The reason Dave decides to help Annie when the daughter soon visits is somewhat far- fetched, but it sets the stage for a miraculous transformation. Dave's girlfriend (Glenda Farrell) gives Annie an incredible makeover, while Dave lines up a nice suite for Annie and a phony husband (Guy Kibbee) to use when hosting the daughter and the daughter's soon-to- be in-laws.
Personally, I felt the transformation of Annie was a bit unrealistic. I think Dave's girlfriend would have been a little more tacky and probably would have overdone the makeup on Annie. Also, I didn't buy the fact that as soon as Annie has clean skin, glamorous clothes and jewelry as well as a spectacular new hairdo that she would all of a sudden talk in softer tones with the sweetest words rolling off her tongue. Probably Annie would still be talking like a sailor and not so easily lose her crude mannerisms. But despite these contrivances, the transformation is memorable and it does enable the story to progress to the next level.
In the next part, the daughter (Jean Parker) arrives, and there is an emotional reunion between mother and daughter down at the pier. This continues as they head back to the hotel. The hoax seems to be working, until we find out the prospective groom's father has suspicions about Annie and the others. There is also supposed to be a reception that brings the creme de la creme of upper crust society to Annie's suite, which forces Dave and his gang to scramble to come up with acceptable guests. Of course, we know Dave won't fail in this endeavor, and that Annie will be able to pull her deception off with her daughter's in-laws. If not, the story would not have a happy ending. And by the time the film ends, we've been treated to what is basically a nice mother-daughter story; as well as a sort of Pygmalion for the over-60 apple vending crowd.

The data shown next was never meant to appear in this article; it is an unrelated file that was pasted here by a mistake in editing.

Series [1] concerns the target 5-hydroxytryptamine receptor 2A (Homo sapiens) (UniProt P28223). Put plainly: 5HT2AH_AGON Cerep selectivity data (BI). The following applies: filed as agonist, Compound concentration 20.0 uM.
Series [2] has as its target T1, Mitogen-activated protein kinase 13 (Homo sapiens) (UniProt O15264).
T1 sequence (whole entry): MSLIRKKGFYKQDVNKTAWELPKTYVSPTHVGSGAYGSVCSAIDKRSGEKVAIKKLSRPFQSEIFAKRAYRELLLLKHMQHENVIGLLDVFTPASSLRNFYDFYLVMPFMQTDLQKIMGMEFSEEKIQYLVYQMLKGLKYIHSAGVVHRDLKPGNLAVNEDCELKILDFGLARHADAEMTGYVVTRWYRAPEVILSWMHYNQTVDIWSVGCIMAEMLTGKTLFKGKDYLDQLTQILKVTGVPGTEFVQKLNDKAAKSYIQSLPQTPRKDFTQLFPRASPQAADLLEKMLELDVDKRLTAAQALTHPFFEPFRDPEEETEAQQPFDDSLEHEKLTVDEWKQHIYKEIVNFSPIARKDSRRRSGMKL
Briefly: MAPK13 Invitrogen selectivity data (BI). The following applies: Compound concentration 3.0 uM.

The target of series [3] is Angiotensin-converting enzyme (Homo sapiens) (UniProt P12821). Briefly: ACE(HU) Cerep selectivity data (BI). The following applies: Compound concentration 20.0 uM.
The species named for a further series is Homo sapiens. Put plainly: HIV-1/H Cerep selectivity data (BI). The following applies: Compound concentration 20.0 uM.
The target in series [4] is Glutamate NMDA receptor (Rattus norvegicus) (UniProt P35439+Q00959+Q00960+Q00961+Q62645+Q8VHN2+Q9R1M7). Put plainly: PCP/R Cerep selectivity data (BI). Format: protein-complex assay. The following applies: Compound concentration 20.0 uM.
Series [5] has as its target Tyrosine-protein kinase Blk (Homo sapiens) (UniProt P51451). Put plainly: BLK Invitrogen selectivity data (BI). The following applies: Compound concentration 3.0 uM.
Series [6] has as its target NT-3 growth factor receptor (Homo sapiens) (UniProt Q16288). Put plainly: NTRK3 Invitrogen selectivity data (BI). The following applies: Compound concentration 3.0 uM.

You Can't Buy Everything (1934)
Happiness is everything
This film is not easy to describe. I guess you can call it the antithesis of a romance drama. A woman, played by May Robson, gets burned by the man she once loved and she decides to focus on taking care of herself and her young son. Along the way she scrimps and saves and builds up a tiny fortune. But her financial worth, the only thing she's managed to make of her life, becomes her obsession. It alienates her son when he grows into a young man, and he turns away from her by marrying a woman who is the daughter of his mother's archenemy. To say this MGM film is loaded with tension and melodrama at every turn is an understatement.